Carpi > Bologna 205km
Well then, quite a lot has happened since my last preview, most of it isn’t good. We’ve got two of the best teams in the world looking to merge, with terrible consequences for most riders at Soudal – QuickStep, and one of the best riders in the peloton allowed to leave Jumbo-Visma. Mergers, or in this case a takeover, are never good in sport. Jumbo are clearly struggling to attract sponsorship, even with Amazon rumoured as a new partner, it’s a bad sign when the most successful team can’t get enough sponsors to continue. Anyway, you’re here to read my preview, so time to get on with it. Giro dell’Emilia has long been one of my favourite races of the year. Back in the old days, it was a fight between the Italians as the start list wasn’t the strongest, this has all changed in recent years. The race now has the start list is deserves, as many look to find some form before Lombardia. The route is very familiar, San Luca is the main feature, a real beauty of a climb. I’ve promised myself that one day I’ll be on those slopes, but it’s not this year.
A beautiful day, lots of sunshine and temperatures around 25 degrees.
This is the climb before the lap circuit, it’s a tough one. Hit it hard, drop some riders and put fatigue into the legs of the best.
Four full laps of the circuit, five times up San Luca. The descents are fast, the little kicker of 800m at 5.5% also adds some spice, but it’s all about 2.1km at 9.8%, with a maximum of 20.2%.
UAE started the season looking to win the best team prize, and it seems like their plans have been carefully thought out. In recent weeks they’ve picked off many wins and now sit in a strong position, but they want to seal the deal. They arrive here with a ridiculously strong team, it’s almost unfair for everyone else, they will decide the type of race we get.
I would imagine they’ll hit every climb hard, looking to drop as many domestiques as possible. With Großschartner, Vine, Ulissi and Majka, they have the riders to make this a very hard race, leaving Pogačar, Ayuso and Adam Yates as their main cards. I don’t think anyone has the team to stop them, everyone else will have to sit in and hope UAE make mistakes.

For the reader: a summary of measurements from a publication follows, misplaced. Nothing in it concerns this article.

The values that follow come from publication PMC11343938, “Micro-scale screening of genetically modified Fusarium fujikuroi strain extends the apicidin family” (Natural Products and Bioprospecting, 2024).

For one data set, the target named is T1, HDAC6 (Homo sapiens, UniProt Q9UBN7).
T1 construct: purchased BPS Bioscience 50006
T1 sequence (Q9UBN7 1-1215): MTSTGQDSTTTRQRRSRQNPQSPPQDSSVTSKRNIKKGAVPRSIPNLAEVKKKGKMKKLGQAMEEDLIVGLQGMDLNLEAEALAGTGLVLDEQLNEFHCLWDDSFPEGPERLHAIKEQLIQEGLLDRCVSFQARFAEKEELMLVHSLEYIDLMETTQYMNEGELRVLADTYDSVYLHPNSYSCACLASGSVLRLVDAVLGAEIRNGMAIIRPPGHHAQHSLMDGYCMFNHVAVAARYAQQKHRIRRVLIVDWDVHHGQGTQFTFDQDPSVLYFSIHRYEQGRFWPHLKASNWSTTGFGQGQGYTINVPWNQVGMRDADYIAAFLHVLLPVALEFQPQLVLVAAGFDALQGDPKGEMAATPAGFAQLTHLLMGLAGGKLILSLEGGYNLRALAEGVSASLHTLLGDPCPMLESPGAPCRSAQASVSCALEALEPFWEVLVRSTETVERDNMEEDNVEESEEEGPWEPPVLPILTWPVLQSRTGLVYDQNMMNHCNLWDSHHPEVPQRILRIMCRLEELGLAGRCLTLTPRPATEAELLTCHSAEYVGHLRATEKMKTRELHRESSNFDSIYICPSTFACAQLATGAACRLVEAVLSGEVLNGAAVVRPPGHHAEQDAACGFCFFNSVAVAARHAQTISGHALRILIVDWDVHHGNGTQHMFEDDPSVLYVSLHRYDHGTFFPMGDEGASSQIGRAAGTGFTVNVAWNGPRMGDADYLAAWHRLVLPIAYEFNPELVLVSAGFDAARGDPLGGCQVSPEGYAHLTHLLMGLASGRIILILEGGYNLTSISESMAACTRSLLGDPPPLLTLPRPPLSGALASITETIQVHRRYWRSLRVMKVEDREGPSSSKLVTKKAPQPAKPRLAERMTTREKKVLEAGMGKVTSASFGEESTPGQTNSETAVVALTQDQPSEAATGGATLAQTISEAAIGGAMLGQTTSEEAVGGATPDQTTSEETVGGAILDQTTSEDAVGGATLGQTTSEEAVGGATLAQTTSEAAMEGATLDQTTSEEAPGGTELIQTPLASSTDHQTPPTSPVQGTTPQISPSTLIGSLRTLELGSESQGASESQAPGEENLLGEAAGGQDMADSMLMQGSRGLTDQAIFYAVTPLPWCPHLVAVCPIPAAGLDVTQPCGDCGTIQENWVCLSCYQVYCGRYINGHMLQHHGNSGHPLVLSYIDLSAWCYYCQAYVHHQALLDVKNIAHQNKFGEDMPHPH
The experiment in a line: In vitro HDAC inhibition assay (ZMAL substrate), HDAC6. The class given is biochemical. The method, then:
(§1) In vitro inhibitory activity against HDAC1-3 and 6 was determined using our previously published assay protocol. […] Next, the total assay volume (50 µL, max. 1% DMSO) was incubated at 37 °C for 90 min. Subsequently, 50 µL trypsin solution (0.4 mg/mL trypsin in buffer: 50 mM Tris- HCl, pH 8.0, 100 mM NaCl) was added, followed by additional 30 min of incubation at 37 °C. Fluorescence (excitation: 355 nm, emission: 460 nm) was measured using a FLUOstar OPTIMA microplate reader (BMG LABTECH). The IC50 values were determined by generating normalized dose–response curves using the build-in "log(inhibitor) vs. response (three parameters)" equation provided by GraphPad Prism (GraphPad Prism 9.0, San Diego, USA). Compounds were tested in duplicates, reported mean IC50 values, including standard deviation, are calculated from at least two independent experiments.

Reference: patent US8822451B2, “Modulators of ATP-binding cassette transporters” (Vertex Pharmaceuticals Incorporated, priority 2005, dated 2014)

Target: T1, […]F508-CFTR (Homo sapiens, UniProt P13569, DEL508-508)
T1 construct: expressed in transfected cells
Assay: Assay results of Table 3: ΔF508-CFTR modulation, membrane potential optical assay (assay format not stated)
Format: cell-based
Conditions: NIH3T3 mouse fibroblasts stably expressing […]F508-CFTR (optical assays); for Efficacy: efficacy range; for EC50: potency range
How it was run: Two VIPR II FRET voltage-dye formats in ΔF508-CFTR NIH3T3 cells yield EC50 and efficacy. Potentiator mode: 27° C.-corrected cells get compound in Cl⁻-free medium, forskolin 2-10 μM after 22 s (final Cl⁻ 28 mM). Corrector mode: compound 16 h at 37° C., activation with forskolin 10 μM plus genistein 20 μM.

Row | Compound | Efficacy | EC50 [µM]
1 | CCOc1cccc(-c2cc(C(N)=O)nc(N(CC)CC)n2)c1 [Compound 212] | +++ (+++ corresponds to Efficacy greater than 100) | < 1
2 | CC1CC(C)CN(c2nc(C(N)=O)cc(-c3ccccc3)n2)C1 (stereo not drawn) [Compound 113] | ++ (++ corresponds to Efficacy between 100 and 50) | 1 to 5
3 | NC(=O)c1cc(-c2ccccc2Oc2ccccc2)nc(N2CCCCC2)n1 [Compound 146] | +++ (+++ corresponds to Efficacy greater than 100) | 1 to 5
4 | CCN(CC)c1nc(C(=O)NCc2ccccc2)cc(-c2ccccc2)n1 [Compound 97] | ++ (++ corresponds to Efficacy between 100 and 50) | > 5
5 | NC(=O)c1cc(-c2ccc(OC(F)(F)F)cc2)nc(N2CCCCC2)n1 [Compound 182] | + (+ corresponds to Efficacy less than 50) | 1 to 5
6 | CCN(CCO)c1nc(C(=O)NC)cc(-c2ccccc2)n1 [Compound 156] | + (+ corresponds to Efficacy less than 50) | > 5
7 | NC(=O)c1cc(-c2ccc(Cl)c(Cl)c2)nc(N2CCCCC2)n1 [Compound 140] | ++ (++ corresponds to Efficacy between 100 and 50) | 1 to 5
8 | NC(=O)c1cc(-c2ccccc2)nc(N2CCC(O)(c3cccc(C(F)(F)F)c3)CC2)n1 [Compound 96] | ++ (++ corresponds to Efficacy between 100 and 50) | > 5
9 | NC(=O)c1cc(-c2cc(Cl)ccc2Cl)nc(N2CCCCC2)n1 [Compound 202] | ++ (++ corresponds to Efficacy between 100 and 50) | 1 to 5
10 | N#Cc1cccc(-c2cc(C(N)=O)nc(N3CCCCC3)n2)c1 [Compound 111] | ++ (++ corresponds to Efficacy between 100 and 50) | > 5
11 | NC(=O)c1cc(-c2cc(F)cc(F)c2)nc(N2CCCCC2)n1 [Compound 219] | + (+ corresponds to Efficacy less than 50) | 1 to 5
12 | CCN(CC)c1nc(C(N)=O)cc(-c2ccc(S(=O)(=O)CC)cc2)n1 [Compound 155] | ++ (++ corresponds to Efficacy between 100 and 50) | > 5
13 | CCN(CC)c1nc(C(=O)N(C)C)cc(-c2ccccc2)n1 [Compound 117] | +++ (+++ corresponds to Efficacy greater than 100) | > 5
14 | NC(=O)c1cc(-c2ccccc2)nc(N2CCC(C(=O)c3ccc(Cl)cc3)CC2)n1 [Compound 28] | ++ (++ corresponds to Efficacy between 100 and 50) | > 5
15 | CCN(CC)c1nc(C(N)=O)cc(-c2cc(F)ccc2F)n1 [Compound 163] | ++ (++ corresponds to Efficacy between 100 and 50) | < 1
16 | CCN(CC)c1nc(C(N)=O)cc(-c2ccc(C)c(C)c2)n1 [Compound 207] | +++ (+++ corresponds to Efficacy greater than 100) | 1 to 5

Once on the lap circuit, the attacks will come, there’s no point of UAE riding defensively. With three protected riders, they can attack in the final 3 laps and put pressure on everyone else. The others will have to hope that it all comes back together for the final ascent of San Luca, I have my doubts.
Tadej Pogačar – DNF in 2021, 2nd place in 2022, there’s not many one-day races he’s not won after two attempts. This year he’s changed his route into this race, taking a nice break after Worlds and then riding two Italian races as preparation. In those two races he was far from his best, but was still able to finish 4th and 3rd, he was there to get some racing in the legs before the coming week where he looks to win his 3rd Lombardia title. That is the big goal, not this race, but that doesn’t mean he won’t be winning here. It all depends on how the race develops, but with so many options, it’s not all about Tadej, he can ride with freedom. Is this the year he adds Emilia to his palmarès?
Adam Yates – he’s held his form very well since the Tour, he was 3rd in Burgos and took a brilliant win in Montréal. He loves punchy climbs; this is a race that suits him very well. If it was a straight fight between him and Roglič I don’t think he’d win, but if UAE use their numbers, Yatesy has a great chance of taking the win.
Primož Roglič – his head must be all over the place, making it very difficult to focus on training and the coming week of racing. Riders coming out of the Vuelta normally have an advantage here, and Primož was going to be my favourite, but not now. He was clearly pissed off at not being able to go for the red jersey, and the impending merger seems to have hastened his exit from Jumbo-Visma. He now faces the prospect of racing for a team that no longer wants him, that’s difficult from a psychological point of view. Also, his team isn’t the strongest, they are going to be blown away by UAE.
Enric Mas – the defending champion, but does he have the same legs as last year? He was good at the Vuelta, but not as strong as last year, it’s unlikely we’ll see him repeat last year’s achievement.
Aleksandr Vlasov – another former winner, he won the COVID edition in 2020. He’s another who comes from the Vuelta, where he performed well, but not great. He’s got what it takes to challenge for the top 5, but winning will be hard.
Ilan Van Wilder – solid option for the top 10, he’s performed well this season, top 5 would be an exceptional ride considering the level of competition.
Simon Yates – he’s going well, but not at his very best. He’s another who’ll be fighting for the top 10 but won’t be able to stop UAE.
Pavel Sivakov – currently riding very well, he’s got a good chance of challenging for the podium. Ineos must be wondering why they let him go.
UAE to take the win, but which of one of their stars will cross the line first? I’ll go for Adam Yates.